U.S.-Norway ties key in future

The U.S. ambassador to Norway spoke at the Humphrey Institute Wednesday.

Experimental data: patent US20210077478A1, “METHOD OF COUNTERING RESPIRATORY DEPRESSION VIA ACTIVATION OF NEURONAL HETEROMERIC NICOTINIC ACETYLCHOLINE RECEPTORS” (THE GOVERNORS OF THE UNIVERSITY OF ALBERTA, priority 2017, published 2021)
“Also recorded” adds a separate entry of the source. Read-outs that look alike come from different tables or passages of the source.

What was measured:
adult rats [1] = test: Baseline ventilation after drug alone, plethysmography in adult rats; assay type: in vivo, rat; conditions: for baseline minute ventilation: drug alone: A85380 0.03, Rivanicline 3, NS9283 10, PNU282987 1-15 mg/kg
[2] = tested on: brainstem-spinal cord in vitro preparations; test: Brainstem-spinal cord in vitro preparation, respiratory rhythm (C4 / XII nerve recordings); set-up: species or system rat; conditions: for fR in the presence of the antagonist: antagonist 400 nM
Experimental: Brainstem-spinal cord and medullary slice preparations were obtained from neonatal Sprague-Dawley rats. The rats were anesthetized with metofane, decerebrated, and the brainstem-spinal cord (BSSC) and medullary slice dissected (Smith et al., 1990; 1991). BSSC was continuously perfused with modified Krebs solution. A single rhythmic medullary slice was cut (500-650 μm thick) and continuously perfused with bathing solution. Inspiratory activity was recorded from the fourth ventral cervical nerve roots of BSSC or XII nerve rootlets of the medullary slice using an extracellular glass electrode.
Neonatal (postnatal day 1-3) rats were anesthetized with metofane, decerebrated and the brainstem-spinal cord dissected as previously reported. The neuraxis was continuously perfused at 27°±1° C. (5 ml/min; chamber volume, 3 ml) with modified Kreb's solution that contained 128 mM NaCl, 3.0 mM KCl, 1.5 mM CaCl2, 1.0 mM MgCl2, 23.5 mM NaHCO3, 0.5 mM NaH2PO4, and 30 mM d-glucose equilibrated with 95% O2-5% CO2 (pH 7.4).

You can go to the remote places of the world and youâÄôre going to find an American, and next to him youâÄôll find a Norwegian. Ambassador Benson Whitney expressed this sentiment in an interview Wednesday prior to a public forum at the Humphrey Institute for Public Affairs, at which he emphasized the United States-Norway partnership that has been characterized by generosity and forward thinking. As U.S. ambassador to Norway, appointed under the Bush Administration in 2005, Whitney said he is responsible for maintaining the strong international relationship that has existed for a great number of years âÄî one that has brought more than many Norwegian immigrants to the United States. However, Whitney said, the future of the United StatesâÄô relationship with Norway does not lie in the past. Presently, Norway is involved on a global scale, helping to establish peace and offering support to countries in need, he said. Robert Kudrle , director of the Freeman Center for International Economic Policy in the Humphrey Institute, said Norway gives almost 1 percent of its gross national product to underdeveloped countries. This surpasses the .7 percent the United Nations recommended in the 1970s. The United States currently gives .2 percent, Kudrle said. Norway is changing, Whitney said. The nation has gone from one of the poorest to one of the richest countries. This is partly due to its exportation of oil, Kudrle said. Brian Atwood , dean of the Humphrey Institute, said Norway is small âÄî home to about 4.5 million people, which is smaller than Minnesota âÄî but the fact that it produces oil and uses its resources to promote peace gives it clout. Atwood pointed to NorwayâÄôs role in peace talks between Israel and Palestine during former President Bill ClintonâÄôs administration, under which Atwood served as the administrator of the U.S. Agency for International Development . Norway also has troops in Afghanistan and has contributed to peace and reconciliation in Sudan. âÄúMore than ever, we need countries that look beyond their borders,âÄù Atwood said. In the embassy in Oslo, Whitney said he and his staff build on the United StatesâÄô relationship with Norway so that the allies can improve their effectiveness in the world. The United States has to learn to communicate its vision, and Europe has to stand and âÄúshare the burden of leadership,âÄù Whitney said. This will help the trans-Atlantic alliance move into the 21st century and prepare those involved to address âÄúglobal problems [that] require global solutions,âÄù he said, referring to troubles like H1N1, terrorism and poverty. Under a new administration with an evident desire to reach out, Whitney said the United States has an opportunity to do more in diplomacy. After his term is completed in June, Whitney said he and his family plan to move to Washington, D.C., where the ambassador will pursue further work in international affairs.